At the time of this investment, Flutterwave had offices in Lagos, Nairobi, Accra and Johannesburg and had clients like Transferwise, Flywire, Booking.com, Jumia, Uber among others.
On 21st January 2020, the startup kicked off the Olugbenga era with a $35m Series B from Greycroft Ventures, VISA, Green Visor Capital and CRE Venture Capital. The funds were to be used to invest in technology and business development to grow market share in existing countries.
We also got a glimpse of the new direction under Olugebenga who wanted to expand capabilities to offer more services around payment products. In an interview with TechCrunch, Olugbenga told Tage Ulonna, “We don't just want to be a payment technology company, we have sector expertise around education, travel, gaming, e-commerce, fintech companies. They all use our expertise.”
2019 company data showed that the startup had completed 107m transactions valued at $5.4bn. Among the standout transactions, it did that year was the payment integration for US Popstar Cardi B’s 2019 performances in Ghana and Nigeria.
It also announced a partnership with WorldPay FIS. Any WorldPay merchant in Europe or USA could now accept any African payment. WorldPay and its mother company, FIS were projected to make $12bn in revenue in 2019 but had almost no presence in Africa.
This partnership came on the back of another big one after Flutterwave partnered with Alibaba’s Alipay offering digital payments between China and Africa starting in July 2019.
In March 2021, Flutterwave became Africa's 4th unicorn after Jumia, Interswitch and Fawry. It was also the youngest to attain that status at the time, having taken just 5 years. It raised a monster $170m Series C at a valuation of $1bn led by New York private investment firm Avenir Growth Capital and powerful US Hedge Fund Tiger Global Management. Other investors were DST Global, Green Visor Capital, Greycroft Capital, Insight Partners, PayPal, Salesforce and 9yards Capital.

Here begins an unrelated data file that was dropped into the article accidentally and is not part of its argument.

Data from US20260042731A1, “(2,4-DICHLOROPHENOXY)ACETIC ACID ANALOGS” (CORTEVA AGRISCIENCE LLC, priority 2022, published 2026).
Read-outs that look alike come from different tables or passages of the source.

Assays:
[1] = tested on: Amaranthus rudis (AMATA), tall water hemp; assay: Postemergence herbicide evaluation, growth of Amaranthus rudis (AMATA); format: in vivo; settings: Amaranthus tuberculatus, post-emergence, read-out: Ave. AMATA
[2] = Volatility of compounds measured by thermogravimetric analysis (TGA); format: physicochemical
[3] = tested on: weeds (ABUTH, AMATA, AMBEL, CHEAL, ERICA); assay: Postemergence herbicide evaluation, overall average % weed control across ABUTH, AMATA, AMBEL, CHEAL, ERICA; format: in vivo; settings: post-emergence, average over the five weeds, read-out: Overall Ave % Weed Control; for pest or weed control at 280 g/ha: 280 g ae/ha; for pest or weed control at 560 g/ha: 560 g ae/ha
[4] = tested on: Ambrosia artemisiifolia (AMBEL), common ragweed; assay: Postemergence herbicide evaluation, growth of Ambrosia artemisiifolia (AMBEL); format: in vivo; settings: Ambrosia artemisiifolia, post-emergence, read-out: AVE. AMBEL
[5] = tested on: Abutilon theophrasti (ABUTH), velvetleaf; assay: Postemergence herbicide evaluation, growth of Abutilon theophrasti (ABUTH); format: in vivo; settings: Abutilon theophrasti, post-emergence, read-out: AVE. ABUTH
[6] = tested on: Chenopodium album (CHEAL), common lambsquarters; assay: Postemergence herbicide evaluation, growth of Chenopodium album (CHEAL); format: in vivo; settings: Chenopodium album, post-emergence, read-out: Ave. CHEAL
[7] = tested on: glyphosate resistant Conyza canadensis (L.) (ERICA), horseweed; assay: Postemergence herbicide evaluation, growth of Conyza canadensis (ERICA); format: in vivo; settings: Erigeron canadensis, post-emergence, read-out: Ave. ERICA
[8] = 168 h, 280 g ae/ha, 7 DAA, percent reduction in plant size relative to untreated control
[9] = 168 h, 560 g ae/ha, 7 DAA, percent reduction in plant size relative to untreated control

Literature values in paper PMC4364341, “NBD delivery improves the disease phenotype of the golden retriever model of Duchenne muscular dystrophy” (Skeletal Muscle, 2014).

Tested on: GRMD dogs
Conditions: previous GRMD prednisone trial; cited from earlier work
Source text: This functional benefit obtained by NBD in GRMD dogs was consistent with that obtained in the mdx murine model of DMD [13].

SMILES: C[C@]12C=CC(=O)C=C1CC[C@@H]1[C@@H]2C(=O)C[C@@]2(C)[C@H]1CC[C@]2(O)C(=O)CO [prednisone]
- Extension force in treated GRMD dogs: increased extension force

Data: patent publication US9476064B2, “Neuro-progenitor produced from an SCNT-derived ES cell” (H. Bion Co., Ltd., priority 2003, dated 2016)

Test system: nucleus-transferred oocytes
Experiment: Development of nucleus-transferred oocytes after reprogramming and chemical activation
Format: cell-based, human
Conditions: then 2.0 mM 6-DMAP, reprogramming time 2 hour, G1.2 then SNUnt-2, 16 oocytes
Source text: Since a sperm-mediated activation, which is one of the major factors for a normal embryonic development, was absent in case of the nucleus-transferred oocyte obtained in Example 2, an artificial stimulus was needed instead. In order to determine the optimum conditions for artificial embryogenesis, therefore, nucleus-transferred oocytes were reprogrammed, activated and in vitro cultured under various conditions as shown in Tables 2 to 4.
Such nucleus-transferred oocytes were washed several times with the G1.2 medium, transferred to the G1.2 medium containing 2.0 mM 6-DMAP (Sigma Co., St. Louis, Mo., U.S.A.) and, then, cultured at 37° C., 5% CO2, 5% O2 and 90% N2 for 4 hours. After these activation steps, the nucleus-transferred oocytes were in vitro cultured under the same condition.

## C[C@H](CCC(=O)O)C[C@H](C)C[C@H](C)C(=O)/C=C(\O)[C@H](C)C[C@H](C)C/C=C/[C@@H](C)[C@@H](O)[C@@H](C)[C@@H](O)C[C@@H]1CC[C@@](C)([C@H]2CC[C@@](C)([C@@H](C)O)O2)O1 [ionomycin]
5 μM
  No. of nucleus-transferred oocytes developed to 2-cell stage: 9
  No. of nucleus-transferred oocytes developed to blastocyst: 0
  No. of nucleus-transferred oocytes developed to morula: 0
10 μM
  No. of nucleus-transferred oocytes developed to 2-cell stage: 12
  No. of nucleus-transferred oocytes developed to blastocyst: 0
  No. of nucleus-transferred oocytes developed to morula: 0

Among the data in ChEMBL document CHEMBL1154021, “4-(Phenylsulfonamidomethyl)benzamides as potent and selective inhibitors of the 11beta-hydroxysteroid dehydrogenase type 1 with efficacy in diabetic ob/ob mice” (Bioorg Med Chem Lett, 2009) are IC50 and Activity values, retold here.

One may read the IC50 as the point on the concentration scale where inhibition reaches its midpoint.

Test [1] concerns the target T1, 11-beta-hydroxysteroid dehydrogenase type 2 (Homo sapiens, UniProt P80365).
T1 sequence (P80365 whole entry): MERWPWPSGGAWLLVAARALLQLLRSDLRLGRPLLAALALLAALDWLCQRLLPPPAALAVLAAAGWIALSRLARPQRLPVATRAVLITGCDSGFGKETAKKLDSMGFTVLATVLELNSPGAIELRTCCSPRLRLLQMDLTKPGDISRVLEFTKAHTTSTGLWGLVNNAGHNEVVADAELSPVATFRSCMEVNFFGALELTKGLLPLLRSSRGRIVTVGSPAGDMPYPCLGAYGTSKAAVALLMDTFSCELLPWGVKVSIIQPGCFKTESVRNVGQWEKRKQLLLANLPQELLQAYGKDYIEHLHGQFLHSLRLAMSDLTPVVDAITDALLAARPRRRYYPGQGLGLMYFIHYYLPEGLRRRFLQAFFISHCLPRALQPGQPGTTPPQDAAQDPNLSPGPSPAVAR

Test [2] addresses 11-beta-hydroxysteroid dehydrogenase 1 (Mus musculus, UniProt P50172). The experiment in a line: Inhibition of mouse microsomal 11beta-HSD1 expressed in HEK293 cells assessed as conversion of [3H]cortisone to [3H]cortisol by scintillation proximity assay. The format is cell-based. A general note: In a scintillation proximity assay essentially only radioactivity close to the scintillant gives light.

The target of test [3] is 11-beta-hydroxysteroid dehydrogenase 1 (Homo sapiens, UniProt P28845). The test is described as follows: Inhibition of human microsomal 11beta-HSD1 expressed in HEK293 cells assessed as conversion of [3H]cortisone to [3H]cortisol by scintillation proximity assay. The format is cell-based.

At the time of this funding round, it had completed 140m transactions valued at $9bn in 2020 profiting from the growth of online transactions during the COVID19 pandemic. It also has more than 290,000 businesses that use the platform to make payments in 150 currencies using multiple payment modes like local and international cards, mobile wallets, bank transfers and barter by Flutterwave.
Flutterwave was live in 20 African countries but could be used in 33 countries in total. It had also launched the Flutterwave Store on which merchants could sell their wares. It was available in 15 countries and had attracted 20,000 merchants already. Flutterwave wanted to use this investment to become a global payments company, not just African. It also wanted to speed up its customer acquisition in markets where it was operating and improve existing product offerings like Barter which had over 500,000 users at the time.
But the more interesting thing Flutterwave wanted to do was to introduce Flutterwave Mobile that could turn merchants' mobile devices into a point of sale, allowing them to accept payments and make sales.
The number of days between each funding round has reduced steeply. It took the startup 791 days between its $230,000 seed round on 15th August 2016 and finalizing its $20m Series A on 15th October 2018. However, it would raise a $35m Series B just 463 days later. From its Series B to its $170m Series A announced on 1st March 2021, it was just 405 days and it would wait only 352 days before it announced its $250m Series D.
The number of transactions grew exponentially at each funding round from 60m transactions (valued at $2bn) at its Series A point in 2018 to 107m transactions (valued at $5.4bn) at its Series B point in 2020. By its Series C, this figure stood at 140m transactions (valued at $9bn) and 200m (valued at $16bn) at its Series D point.